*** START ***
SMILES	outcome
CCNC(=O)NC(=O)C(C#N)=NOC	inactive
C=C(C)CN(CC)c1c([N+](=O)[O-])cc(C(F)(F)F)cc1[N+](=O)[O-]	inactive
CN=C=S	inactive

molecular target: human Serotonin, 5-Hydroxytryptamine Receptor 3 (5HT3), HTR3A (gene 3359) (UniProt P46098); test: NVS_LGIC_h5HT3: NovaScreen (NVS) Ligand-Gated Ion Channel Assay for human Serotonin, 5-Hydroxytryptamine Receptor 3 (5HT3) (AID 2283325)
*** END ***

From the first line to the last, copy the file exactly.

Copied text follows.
SMILES	outcome
CCNC(=O)NC(=O)C(C#N)=NOC	inactive
C=C(C)CN(CC)c1c([N+](=O)[O-])cc(C(F)(F)F)cc1[N+](=O)[O-]	inactive
CN=C=S	inactive

molecular target: human Serotonin, 5-Hydroxytryptamine Receptor 3 (5HT3), HTR3A (gene 3359) (UniProt P46098); test: NVS_LGIC_h5HT3: NovaScreen (NVS) Ligand-Gated Ion Channel Assay for human Serotonin, 5-Hydroxytryptamine Receptor 3 (5HT3) (AID 2283325)